ASO Mammoth’s Fly-Tying Basics

If fly fishing is your outdoor sport, then you’re at least a little obsessed with flies.

After all, there are several important components of a fly-fishing setup but nothing is as important as the fly itself. As a result, there are just about as many fly varieties on the market as there are fish in the Mammoth Lakes area. Sometimes you’re the only one who knows exactly what you need, so many fly fishermen and women have turned to tying their own flies in the exact shape, size, and color that they think will land them the best fish in the water.

Fly-tying can be an intimidating hobby to get into, but that doesn’t mean you can’t get started and take your fly-fishing to the next level. Don’t believe us? Check out our guide to fly-tying basics. Whether you’re only dreaming about fly-tying or have your fly vise set up and are ready to start tying, this guide will get you started on the right foot!

Should You Try Fly Tying?

Unless you’re a professional, fly fishing is about fun and being engaged with nature. If tying your own flies helps you do that, then it could be worth it for you. Some fly-fishers make their own flies because they simply enjoy the process and the art of making a fly, which you don’t need much experience to do. However, to create effective flies you’ll need to know how a fly casts based on its makeup, how it looks to a fish, and the looks and behaviors of the creature you’re trying to recreate. Plus, you have to be aware of how flies act in different conditions such as clear and murky water or high and low flows. For these reasons, most fly fishers have at least a year of experience under their belts.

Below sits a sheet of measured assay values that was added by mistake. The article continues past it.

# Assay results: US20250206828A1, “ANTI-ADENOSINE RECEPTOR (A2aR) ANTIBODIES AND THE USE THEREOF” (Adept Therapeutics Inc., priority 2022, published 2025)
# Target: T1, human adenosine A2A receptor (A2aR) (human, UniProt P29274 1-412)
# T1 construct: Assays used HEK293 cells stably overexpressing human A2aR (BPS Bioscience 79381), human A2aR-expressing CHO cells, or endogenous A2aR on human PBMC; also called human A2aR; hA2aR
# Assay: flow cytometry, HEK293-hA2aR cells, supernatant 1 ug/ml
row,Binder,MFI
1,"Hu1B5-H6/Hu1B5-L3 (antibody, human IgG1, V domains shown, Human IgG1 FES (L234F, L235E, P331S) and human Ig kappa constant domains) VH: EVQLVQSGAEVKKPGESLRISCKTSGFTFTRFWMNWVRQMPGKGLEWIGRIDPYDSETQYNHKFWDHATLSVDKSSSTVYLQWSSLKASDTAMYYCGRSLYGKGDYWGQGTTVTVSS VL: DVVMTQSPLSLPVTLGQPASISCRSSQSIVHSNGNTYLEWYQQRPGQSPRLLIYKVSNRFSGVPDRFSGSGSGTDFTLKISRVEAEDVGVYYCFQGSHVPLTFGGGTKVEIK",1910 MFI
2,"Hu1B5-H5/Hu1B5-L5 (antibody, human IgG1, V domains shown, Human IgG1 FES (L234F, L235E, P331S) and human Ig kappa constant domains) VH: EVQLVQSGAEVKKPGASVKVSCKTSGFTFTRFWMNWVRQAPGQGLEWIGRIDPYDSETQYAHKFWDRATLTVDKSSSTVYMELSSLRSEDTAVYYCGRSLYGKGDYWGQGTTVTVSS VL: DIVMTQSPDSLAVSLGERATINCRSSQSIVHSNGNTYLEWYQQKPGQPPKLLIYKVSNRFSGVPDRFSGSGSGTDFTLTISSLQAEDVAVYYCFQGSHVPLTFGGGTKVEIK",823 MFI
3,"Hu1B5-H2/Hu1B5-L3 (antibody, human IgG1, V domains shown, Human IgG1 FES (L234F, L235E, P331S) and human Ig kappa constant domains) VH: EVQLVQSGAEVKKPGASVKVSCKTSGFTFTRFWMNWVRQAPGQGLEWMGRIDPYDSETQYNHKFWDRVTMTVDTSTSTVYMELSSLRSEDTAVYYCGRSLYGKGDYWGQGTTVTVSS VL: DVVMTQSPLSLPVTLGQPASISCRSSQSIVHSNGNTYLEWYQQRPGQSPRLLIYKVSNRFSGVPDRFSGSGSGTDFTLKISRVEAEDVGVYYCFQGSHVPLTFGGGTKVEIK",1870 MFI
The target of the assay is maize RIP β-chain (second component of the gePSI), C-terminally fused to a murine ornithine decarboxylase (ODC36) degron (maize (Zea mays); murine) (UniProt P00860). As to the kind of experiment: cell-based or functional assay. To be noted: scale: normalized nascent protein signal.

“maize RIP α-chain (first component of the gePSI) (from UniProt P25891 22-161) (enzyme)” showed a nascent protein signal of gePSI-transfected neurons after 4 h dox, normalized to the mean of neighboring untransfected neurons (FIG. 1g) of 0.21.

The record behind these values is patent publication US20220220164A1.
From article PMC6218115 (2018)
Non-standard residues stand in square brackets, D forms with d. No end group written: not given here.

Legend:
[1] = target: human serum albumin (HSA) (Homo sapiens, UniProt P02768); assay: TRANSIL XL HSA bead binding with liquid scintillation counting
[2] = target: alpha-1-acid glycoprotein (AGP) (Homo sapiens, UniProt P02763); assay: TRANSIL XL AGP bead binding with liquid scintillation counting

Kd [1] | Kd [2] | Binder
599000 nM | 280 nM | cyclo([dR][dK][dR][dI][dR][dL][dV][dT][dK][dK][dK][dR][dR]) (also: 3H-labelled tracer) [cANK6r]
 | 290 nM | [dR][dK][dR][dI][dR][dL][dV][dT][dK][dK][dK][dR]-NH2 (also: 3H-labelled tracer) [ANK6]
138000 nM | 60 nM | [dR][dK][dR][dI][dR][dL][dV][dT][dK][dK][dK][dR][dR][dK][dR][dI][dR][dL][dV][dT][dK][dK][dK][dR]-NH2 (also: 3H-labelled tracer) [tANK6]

If you’re a fly fisher who is tired of buying expensive flies after losing yours to a bush or are not satisfied with the results of what you’ve been buying, then fly-tying may be for you.

The Basic Types of Flies

Although there are many different variations, there are four basic types of flies.

The first is a dry fly, which floats on the surface of the water. Since dry flies float on the surface they typically look like mature insects, so research what the mature insects in the area you’re fishing in look like and base your fly from there

A wet fly is simply a fly that doesn’t float. Wet flies are most effective when they look like insect larva that have to swim to the surface to mature because these larvae are what fish eat the most.

Next are nymphs which are similar to wet flies only in the earlier stages of development. Thanks to their early development stage and their availability in the water, the larva that nymphs are modeled after make up the majority of most fish diets.

Lastly, streamers are designed to look like aquatic life such as minnows, leaches, and crayfish. 

Fly-Tying Gear 

Apart from the materials you’ll need to make the fly, you’ll also need tools such as a bobbin, scissors, and a fly vise. The most important tool is the fly vise which is what holds your fly steady as you create it. While there are many fly vices on the market, there are basic qualities that every good fly vise should have. The main thing to look for is versatility. If you know you’ll always be fishing with a specific size of hook, then you won’t need versatility. However, if you want to experiment with different materials, then make sure your vise is easily adjustable.

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